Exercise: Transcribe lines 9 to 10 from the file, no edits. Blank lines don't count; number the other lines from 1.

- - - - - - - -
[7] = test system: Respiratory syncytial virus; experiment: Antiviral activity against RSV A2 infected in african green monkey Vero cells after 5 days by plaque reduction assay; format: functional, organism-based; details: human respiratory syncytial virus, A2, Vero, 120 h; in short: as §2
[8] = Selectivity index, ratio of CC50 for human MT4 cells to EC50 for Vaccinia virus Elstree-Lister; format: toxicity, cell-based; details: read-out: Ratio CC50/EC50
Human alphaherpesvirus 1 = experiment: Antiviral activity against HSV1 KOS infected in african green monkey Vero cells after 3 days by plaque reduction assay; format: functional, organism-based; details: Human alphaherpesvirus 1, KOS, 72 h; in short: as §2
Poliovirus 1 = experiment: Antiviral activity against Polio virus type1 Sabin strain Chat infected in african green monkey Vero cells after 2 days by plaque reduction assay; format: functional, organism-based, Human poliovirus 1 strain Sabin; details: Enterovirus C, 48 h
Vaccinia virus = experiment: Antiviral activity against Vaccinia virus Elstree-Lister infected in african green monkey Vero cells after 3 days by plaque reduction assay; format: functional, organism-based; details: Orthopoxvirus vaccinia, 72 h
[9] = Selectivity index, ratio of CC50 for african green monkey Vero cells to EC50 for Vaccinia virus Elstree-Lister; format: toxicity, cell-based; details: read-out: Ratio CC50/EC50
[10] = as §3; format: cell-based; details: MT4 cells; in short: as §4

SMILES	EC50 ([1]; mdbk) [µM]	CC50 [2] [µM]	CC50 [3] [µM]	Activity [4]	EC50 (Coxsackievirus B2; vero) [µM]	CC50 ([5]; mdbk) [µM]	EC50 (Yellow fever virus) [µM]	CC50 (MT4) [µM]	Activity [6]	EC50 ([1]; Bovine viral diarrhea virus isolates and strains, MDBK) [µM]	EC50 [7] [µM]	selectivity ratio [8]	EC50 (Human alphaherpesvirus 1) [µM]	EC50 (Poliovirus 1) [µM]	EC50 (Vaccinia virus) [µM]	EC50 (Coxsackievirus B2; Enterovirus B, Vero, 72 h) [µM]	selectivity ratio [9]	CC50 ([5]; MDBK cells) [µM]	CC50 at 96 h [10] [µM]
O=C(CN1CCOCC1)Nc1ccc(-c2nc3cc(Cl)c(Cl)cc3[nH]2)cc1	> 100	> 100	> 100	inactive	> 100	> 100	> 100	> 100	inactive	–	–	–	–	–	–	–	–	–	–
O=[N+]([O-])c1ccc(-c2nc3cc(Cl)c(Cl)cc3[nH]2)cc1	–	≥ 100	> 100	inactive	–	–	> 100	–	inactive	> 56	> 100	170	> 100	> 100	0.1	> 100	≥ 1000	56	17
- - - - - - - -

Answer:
O=C(CN1CCOCC1)Nc1ccc(-c2nc3cc(Cl)c(Cl)cc3[nH]2)cc1	> 100	> 100	> 100	inactive	> 100	> 100	> 100	> 100	inactive	–	–	–	–	–	–	–	–	–	–
O=[N+]([O-])c1ccc(-c2nc3cc(Cl)c(Cl)cc3[nH]2)cc1	–	≥ 100	> 100	inactive	–	–	> 100	–	inactive	> 56	> 100	170	> 100	> 100	0.1	> 100	≥ 1000	56	17